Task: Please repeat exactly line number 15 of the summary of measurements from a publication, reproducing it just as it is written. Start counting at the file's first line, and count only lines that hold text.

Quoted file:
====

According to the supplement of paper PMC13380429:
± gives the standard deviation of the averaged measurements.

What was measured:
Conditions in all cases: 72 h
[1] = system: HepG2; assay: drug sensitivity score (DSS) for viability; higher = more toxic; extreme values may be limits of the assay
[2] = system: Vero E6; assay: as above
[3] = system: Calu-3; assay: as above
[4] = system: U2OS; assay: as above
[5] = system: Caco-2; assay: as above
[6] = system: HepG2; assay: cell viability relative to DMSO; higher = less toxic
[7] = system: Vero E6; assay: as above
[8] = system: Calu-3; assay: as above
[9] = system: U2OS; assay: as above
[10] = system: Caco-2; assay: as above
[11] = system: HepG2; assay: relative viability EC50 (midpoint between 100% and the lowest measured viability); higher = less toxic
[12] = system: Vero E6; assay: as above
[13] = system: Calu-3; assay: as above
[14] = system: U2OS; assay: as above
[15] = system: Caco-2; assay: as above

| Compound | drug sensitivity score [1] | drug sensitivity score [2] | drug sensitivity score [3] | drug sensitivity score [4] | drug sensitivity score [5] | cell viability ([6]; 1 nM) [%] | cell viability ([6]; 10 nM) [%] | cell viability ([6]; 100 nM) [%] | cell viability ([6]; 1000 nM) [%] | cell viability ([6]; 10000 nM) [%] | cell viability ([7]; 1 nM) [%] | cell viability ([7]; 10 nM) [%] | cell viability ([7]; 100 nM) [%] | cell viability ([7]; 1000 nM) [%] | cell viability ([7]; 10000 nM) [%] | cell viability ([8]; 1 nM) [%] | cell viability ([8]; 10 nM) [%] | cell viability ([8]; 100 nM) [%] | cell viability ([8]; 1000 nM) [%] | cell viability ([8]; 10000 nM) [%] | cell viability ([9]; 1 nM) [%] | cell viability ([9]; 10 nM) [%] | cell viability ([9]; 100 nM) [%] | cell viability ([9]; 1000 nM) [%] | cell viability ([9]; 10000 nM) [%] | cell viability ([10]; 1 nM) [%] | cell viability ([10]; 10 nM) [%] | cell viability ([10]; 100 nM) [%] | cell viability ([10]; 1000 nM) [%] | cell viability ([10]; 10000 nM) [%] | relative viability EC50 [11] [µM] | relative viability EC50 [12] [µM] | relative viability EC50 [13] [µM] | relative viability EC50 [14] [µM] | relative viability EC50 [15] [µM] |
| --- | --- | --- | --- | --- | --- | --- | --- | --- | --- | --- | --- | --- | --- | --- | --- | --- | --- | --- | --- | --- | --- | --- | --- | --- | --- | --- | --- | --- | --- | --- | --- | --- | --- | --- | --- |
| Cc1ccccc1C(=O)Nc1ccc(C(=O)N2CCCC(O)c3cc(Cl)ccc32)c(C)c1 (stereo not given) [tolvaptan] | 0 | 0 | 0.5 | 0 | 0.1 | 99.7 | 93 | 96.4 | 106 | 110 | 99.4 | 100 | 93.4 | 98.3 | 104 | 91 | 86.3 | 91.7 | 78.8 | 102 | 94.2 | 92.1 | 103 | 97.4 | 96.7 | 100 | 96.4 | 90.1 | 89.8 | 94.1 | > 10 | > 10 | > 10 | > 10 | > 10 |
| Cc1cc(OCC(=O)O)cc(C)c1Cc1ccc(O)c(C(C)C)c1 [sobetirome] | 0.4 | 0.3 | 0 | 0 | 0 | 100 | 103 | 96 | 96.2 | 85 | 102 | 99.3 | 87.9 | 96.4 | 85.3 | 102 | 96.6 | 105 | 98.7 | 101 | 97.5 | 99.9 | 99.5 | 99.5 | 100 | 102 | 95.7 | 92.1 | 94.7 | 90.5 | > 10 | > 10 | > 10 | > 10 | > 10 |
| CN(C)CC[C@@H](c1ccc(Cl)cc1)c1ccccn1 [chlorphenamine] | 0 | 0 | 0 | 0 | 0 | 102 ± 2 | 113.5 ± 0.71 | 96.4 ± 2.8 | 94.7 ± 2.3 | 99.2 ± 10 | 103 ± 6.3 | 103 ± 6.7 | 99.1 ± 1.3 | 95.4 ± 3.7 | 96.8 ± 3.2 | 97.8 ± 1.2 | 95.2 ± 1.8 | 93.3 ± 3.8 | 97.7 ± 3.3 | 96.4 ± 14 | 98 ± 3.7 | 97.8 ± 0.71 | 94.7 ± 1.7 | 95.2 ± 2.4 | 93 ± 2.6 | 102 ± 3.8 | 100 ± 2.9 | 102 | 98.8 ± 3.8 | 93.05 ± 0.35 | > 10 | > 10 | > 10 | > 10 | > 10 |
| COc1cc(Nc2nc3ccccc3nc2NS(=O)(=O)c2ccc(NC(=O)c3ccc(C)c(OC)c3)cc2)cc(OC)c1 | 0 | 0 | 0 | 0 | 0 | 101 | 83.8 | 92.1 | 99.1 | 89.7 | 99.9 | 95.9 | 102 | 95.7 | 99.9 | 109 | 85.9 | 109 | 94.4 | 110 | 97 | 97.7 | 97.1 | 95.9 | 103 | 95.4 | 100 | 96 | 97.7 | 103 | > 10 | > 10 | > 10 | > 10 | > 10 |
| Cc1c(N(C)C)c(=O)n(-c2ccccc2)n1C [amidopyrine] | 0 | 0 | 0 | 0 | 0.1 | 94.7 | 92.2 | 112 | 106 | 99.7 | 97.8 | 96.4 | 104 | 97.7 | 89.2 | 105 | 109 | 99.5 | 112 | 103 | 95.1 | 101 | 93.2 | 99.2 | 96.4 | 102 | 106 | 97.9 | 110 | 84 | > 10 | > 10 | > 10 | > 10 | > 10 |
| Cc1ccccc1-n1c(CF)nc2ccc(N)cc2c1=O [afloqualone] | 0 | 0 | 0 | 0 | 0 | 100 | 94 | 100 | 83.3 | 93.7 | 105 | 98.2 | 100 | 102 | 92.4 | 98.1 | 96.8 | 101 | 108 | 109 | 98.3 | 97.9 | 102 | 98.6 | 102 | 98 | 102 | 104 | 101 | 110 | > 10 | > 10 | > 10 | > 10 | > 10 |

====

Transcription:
[11] = system: HepG2; assay: relative viability EC50 (midpoint between 100% and the lowest measured viability); higher = less toxic